It's not too late to participate in an international art installation
project for World Peace Day, Sept. 21st!
Please consider joining and, please help us spread the word to make
this a global event! We have participation from somewhere in every
state except for Hawaii, New Mexico, Alaska and South Dakota - we are
also seeking more participation from other countries (we have put up
the information in different languages as well). If you have already
indicated your participation, we thank you!
Pinwheels for Peace - Sept. 21
In today’s world, peace needs to become more than just a word.
Today’s students are bombarded with television images, video games,
and magazine articles/newspapers that give importance to conflict and
war. Violence has become commonplace and accepted as part of our
society and, for some students, it is a way of life. It is our hope
that through the Pinwheels for Peace project, we can help the
students make a public visual statement about their feelings about
war/ peace/ tolerance/ cooperation/ harmony/ unity and, in some way,
maybe, awaken the public and let them know what the next generation
Peace doesn’t necessarily have to be associated with the conflict of
war, it can be related to violence/intolerance in our daily lives, to
peace of mind. To each of us, peace can take on a different meaning,
but, in the end, it all comes down to a simple definition: a state of
calm and serenity, with no anxiety, the absence of violence, freedom
from conflict or disagreement among people or groups of people.
A pinwheel is a childhood symbol – it reminds us of a time when
things were simple, joyful, peaceful. A pinwheel is easily made using
just about any type of material, from copy paper, to thin plastic, to
lightweight metal. The stick of the pinwheel can be as simple as a
pencil or as intricate as a carved stick or metal rod. Pinwheels can
be made as small as one inch in diameter or as large as desired –
limited only by the creator’s materials and motivation. Pinwheels can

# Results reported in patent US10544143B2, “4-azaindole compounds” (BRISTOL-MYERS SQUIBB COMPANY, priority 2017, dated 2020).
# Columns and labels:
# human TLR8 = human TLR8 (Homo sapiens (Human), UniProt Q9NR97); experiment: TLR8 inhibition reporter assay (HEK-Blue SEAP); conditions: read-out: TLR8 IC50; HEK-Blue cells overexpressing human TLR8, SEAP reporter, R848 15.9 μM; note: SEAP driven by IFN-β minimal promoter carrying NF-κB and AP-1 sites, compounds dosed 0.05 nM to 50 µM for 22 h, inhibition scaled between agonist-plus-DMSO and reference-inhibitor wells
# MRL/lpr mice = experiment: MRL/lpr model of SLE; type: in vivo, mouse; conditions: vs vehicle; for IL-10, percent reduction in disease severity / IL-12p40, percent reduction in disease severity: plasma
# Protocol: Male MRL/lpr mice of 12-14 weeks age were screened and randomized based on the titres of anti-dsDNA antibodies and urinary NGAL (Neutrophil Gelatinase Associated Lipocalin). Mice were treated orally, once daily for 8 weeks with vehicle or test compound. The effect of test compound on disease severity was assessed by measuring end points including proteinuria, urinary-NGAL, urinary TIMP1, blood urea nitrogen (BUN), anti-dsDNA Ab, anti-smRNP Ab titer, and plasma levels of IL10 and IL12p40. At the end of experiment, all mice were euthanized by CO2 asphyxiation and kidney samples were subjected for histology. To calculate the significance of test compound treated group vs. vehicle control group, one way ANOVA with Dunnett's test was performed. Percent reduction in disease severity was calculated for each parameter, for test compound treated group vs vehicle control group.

be minimal or very complex – imagination, creativity (and a mild
breeze) are the only variables needed.
Students will create pinwheels, pinwheels of all shapes and sizes –
as part of the creation process, the students will write their
thoughts about "war and peace / tolerance/ living in harmony with
others" on one side. The writing can be poetry, prose, haiku, or
essay-style – whatever writing form is appropriate as the children
express themselves. On the other side, the students will draw, paint,
collage, etc. to visually express their feelings. They will assemble
these pinwheels and on International World Peace Day, Sept. 21, 2005,
everyone will "plant" their pinwheels outside (at the schools,
museum, public places, etc.) as a public statement and art exhibit/
installation. The spinning of the pinwheels in the wind will spread
thoughts and feelings about peace throughout the country, the world!
Pinwheels for Peace is an art installation project started by two Art
teachers, Ann Ayers and Ellen McMillan, who teach at Monarch High
School in Coconut Creek, Florida, as a way for students to express
their feelings about what’s going on in the world and in their
lives. The project was quickly embraced by their students and the
entire school community.
Although the project was conceived as a way for students to express
their feelings, we are hoping that artists, non-artists, young people
and not-so-young people - EVERYONE- participates. Peace is something
that we all yearn for.. We have commitments from schools, religious
groups, individuals, home-schoolers, and girl scout troops!
To date, we have more than 400 locations all over the world that have
committed to spinning pinwheels on World Peace Day. More are being
added every day.